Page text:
YMCA of Greater Vancouver spokesperson Kelly Walker says staff met with both men after “an argument occurred” on the Nov 3 weekend.
She confirms that “a derogatory term was used.”
“The Y met with both men and communicated that aggression and discrimination was unacceptable,” Walker says.
She calls the incident “regrettable and unacceptable” but says it is “an opportunity to teach the individual in question about appropriate behaviour and acceptance of all people regardless of their sexual orientation.”
“The member in question apologized to the Y and assured us this would not happen again,” Walker says. “There is now a letter in this member’s file. This member has been notified if there is another incident like this again, their membership will be suspended.”
She acknowledges that Robert Lee YMCA (located just blocks from the gay village) has a significant number of gay members and says the YMCA values diversity.
“We take matters like this very seriously,” she says.
Poirier isn’t so sure. He says the YMCA does not appear to have any policy on dealing with threats or violence.
Poirier is director of human resources for Hostelling International in Vancouver. He’s shocked the YMCA doesn’t have written policies on such issues. And he’s expressed his concerns to the local YMCA vice-president, he says.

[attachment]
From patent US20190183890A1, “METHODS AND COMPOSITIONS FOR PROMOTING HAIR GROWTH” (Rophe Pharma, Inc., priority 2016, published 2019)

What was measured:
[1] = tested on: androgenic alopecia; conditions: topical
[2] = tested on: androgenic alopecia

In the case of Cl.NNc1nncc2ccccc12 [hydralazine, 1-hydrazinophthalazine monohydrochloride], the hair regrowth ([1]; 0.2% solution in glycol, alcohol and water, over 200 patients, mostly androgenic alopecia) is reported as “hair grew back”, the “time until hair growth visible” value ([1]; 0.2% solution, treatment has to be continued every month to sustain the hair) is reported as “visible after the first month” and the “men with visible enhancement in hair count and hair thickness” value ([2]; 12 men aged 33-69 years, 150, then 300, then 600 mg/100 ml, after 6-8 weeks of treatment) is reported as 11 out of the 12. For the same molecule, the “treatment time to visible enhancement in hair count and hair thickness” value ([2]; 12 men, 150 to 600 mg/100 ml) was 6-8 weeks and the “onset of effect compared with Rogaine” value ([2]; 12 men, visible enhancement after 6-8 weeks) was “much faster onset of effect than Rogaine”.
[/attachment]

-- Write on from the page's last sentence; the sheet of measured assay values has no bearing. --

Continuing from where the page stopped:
He believes that if the incident were racially motivated, the YMCA response would be different.
“It’s just shocking,” he says. “Would they be talking about a second chance?”
Ferlatte agrees. He has suspended his membership and urges others to do the same until the YMCA addresses safety issues for gay members.
Paul Nixey says he’s been a member of the YMCA since 2005 and is “extremely concerned” about how the situation was reportedly handled.
“Most gay men understand that homophobia is still a major issue in Vancouver, but the true test of an organization is how they respond when incidents like this are brought to their attention,” Nixey says. “Based on what I’ve heard, the YMCA has failed this test miserably.”
Nixey says the YMCA’s initial response on Twitter amounted to “We understand your frustration” followed by “We want Y experiences to be positive for everyone.”
“These answers are not good enough when dealing with threats of homophobic violence,” Nixey says, questioning why the police were not immediately called.
Poirier says he has since called the police.
“The YMCA should own up to its mistake in handling this, apologize immediately and expel the member who threatened violence,” Nixey says. “‘We had a word with him’ won’t cut it.”
He says characterizing threats as an argument makes him wonder if the YMCA is connected to the community.
“Diversity is more than just a catch phrase printed on some poster,” Nixey says. “If they have a zero tolerance policy for threatening language and homophobia, why are they tolerating this homophobic bullying? Am I considering working out elsewhere? Of course. Should gay YMCA members demand better from our gym? Absolutely.”